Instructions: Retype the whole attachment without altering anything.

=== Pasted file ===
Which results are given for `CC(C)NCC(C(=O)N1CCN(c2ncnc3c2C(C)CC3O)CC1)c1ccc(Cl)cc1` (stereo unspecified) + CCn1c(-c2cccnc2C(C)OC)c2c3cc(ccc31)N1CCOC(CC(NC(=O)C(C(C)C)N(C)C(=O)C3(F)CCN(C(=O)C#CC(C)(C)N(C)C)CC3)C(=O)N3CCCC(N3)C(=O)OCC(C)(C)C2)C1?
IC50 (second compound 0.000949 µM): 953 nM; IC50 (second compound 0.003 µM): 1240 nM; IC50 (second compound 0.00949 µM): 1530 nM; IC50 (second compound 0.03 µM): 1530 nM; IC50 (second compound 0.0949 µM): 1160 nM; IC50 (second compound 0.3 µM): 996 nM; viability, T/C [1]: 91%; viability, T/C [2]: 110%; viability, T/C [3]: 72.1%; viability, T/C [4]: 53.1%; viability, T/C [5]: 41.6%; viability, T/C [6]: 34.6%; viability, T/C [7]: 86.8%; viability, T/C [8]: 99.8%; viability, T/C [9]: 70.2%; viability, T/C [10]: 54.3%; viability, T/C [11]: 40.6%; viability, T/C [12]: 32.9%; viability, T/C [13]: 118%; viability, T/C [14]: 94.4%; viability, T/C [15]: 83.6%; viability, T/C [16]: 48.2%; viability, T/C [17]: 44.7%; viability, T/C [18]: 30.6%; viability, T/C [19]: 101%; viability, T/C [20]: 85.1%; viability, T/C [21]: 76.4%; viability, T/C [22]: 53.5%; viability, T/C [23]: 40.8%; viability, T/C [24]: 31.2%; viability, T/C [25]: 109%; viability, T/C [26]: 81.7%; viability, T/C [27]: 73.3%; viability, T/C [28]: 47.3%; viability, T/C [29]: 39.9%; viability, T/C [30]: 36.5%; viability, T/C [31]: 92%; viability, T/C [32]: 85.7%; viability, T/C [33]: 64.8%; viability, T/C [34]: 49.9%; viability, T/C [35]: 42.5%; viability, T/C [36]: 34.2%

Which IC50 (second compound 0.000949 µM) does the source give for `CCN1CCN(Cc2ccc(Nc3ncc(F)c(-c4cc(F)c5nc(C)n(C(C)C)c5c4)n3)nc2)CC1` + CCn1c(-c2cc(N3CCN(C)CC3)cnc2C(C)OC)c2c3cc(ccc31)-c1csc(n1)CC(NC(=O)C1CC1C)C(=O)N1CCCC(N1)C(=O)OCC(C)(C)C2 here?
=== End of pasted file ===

Which results are given for `CC(C)NCC(C(=O)N1CCN(c2ncnc3c2C(C)CC3O)CC1)c1ccc(Cl)cc1` (stereo unspecified) + CCn1c(-c2cccnc2C(C)OC)c2c3cc(ccc31)N1CCOC(CC(NC(=O)C(C(C)C)N(C)C(=O)C3(F)CCN(C(=O)C#CC(C)(C)N(C)C)CC3)C(=O)N3CCCC(N3)C(=O)OCC(C)(C)C2)C1?
IC50 (second compound 0.000949 µM): 953 nM; IC50 (second compound 0.003 µM): 1240 nM; IC50 (second compound 0.00949 µM): 1530 nM; IC50 (second compound 0.03 µM): 1530 nM; IC50 (second compound 0.0949 µM): 1160 nM; IC50 (second compound 0.3 µM): 996 nM; viability, T/C [1]: 91%; viability, T/C [2]: 110%; viability, T/C [3]: 72.1%; viability, T/C [4]: 53.1%; viability, T/C [5]: 41.6%; viability, T/C [6]: 34.6%; viability, T/C [7]: 86.8%; viability, T/C [8]: 99.8%; viability, T/C [9]: 70.2%; viability, T/C [10]: 54.3%; viability, T/C [11]: 40.6%; viability, T/C [12]: 32.9%; viability, T/C [13]: 118%; viability, T/C [14]: 94.4%; viability, T/C [15]: 83.6%; viability, T/C [16]: 48.2%; viability, T/C [17]: 44.7%; viability, T/C [18]: 30.6%; viability, T/C [19]: 101%; viability, T/C [20]: 85.1%; viability, T/C [21]: 76.4%; viability, T/C [22]: 53.5%; viability, T/C [23]: 40.8%; viability, T/C [24]: 31.2%; viability, T/C [25]: 109%; viability, T/C [26]: 81.7%; viability, T/C [27]: 73.3%; viability, T/C [28]: 47.3%; viability, T/C [29]: 39.9%; viability, T/C [30]: 36.5%; viability, T/C [31]: 92%; viability, T/C [32]: 85.7%; viability, T/C [33]: 64.8%; viability, T/C [34]: 49.9%; viability, T/C [35]: 42.5%; viability, T/C [36]: 34.2%

Which IC50 (second compound 0.000949 µM) does the source give for `CCN1CCN(Cc2ccc(Nc3ncc(F)c(-c4cc(F)c5nc(C)n(C(C)C)c5c4)n3)nc2)CC1` + CCn1c(-c2cc(N3CCN(C)CC3)cnc2C(C)OC)c2c3cc(ccc31)-c1csc(n1)CC(NC(=O)C1CC1C)C(=O)N1CCCC(N1)C(=O)OCC(C)(C)C2 here?